ConocoPhillips (COP) is a preferred investment in the energy sector as energy prices continue to recover. The energy company took a major hit during the last energy bear market which resulted in a dividend cut. But oil prices are in an upward trend, the company has reduced operating costs and divested non-core assets to delever its balance sheet. I consider ConocoPhillips to be an excellent choice to play a continued recovery in oil prices.
ConocoPhillips did have a hard time in 2014-2016 when energy prices fell to their lowest levels in more than a decade. As a matter of fact, ConocoPhillips was one of the hardest hit oil majors, which was largely due to its heavy reliance on the upstream business to drive profit and free cash flow growth.
Upstream Business Is A Cyclical Bet On Price Recovery
A drop in price realizations hurts energy businesses that only operate upstream businesses more than others as they don’t have a hedge in place to diversify away price risk. Typically, downstream businesses work as a hedge for integrated energy companies: Lower price realizations in the upstream segment imply lower input costs in the downstream part of their portfolio, which in turn is a catalyst for higher margins and better free cash flow.
ConocoPhillips’ reliance on the upstream business – the energy company spun off its refinery assets in 2012 into Phillips 66 (PSX) – hurt the energy company and its shareholders during the last bear market. In fact, ConocoPhillips’ shares have experienced more downside and volatility than the shares of other major U.S. energy companies.
While ConocoPhillips was kicked to the curb during the last downmarket due to its sole dependence on the upstream business, the company is a promising bet in an environment of rising oil prices, in my view. Since ConocoPhillips continues to rely on its upstream business to drive total profits and cash flow, higher energy prices could potentially be a bigger catalyst for ConocoPhillips than they could be for Chevron Corp. (CVX) or ExxonMobil (XOM), for example.
The good news is that oil prices are in a bullish setup and could edge higher as long as global economic growth remains robust, and OPEC continues to restrict output. The recently agreed oil cut extension between OPEC and Russia further supports oil prices and an investment in a pure upstream play like ConocoPhillips.
Oil prices have come a long way since the first quarter 2016.
WTI Crude Oil Spot Price data by YCharts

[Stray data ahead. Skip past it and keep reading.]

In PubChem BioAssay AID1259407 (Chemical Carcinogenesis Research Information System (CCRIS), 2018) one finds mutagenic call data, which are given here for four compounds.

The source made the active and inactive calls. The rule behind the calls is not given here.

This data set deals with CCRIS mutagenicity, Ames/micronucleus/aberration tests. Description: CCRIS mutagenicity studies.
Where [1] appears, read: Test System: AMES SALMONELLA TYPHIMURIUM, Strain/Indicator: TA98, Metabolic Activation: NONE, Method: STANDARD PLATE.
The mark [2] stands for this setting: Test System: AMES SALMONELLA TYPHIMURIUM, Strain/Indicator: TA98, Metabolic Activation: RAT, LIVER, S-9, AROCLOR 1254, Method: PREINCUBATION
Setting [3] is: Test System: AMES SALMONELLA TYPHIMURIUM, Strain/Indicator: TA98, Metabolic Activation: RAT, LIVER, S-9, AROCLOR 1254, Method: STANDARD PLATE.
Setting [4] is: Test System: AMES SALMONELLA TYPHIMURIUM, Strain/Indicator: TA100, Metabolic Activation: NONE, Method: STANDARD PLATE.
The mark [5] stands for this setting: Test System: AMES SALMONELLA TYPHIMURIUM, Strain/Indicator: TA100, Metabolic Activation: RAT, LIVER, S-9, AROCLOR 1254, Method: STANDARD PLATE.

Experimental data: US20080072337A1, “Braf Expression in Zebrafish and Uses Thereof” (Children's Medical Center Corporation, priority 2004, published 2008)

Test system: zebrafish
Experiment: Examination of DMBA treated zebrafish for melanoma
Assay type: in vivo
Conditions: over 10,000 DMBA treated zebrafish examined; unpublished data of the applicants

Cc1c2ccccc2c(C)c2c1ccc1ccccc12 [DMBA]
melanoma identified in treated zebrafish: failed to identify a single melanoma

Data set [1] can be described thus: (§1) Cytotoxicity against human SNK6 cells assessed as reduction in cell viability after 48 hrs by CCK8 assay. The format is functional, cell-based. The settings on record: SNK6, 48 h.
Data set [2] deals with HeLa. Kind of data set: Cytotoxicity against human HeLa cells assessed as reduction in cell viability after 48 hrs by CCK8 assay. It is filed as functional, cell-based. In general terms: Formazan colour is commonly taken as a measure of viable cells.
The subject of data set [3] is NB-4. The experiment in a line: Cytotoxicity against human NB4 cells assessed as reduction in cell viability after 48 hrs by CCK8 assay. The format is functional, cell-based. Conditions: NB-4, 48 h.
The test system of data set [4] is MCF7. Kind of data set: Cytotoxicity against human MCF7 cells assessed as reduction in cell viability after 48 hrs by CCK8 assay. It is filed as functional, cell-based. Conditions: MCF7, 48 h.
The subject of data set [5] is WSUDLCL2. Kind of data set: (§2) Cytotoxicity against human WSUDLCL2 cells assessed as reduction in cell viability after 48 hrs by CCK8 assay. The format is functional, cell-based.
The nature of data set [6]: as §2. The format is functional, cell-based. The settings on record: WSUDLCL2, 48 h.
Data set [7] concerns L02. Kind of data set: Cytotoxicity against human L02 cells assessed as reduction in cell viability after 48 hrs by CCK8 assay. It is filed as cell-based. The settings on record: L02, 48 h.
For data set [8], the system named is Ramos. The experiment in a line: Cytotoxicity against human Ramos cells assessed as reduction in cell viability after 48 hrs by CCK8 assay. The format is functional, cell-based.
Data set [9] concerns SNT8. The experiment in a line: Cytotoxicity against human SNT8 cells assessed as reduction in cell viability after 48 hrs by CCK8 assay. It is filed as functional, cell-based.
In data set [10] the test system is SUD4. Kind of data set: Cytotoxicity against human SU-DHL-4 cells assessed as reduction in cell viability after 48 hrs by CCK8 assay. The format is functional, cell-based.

The Dividend Is Growing Again… And Is Now A Top Priority
ConocoPhillips slashed its dividend payout in the first quarter of 2016 from $0.74/share to $0.25/share which contributed to the company’s underperformance. On the other hand, ExxonMobil and Chevron both grew their dividend.
That said, ConocoPhillips’ dividend has started to grow again as the company restructured its costs and sold non-core assets.
COP Dividend data by YCharts
ConocoPhillips has presented an operating framework for the next three years that lays out its financial targets and priorities. The company targets a 20-30 percent payout ratio, but that payout ratio could in fact rise if price realizations stabilize in the $60/barrel price region (base case planning scenario rests on $50/barrel oil prices).
Though management is determined to grow production and repurchase shares, the company’s top priority is to maintain and grow its dividend.
Valuation – Higher Risk, But Also Higher Reward
ConocoPhillips is more expensive on a forward P/E basis than the other major U.S. energy companies, which is a reflection of ConocoPhillips’ higher risk due to its outsized upstream exposure.
Here’s a valuation table comparing ConocoPhillips to ExxonMobil and Chevron.
Source: Achilles Research
The lack of a downstream business (hedge) hurt ConocoPhillips during the last energy market downturn, but a concentrated upstream business is poised to benefit ConocoPhillips in an energy bull market. Since oil prices are in a bullish setup and have edged back up to ~$60/barrel, ConocoPhillips is the most attractive energy company to invest in, in my opinion. ConocoPhillips’ dividend is growing again on the back of recovering price realizations, too, and the dividend could grow faster than the dividends of ExxonMobil and Chevron going forward, thanks to ConocoPhillips’ more cyclical earnings profile. Buy for income and capital appreciation.
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Disclosure: I am/we are long XOM, COP.
I wrote this article myself, and it expresses my own opinions. I am not receiving compensation for it (other than from Seeking Alpha). I have no business relationship with any company whose stock is mentioned in this article.
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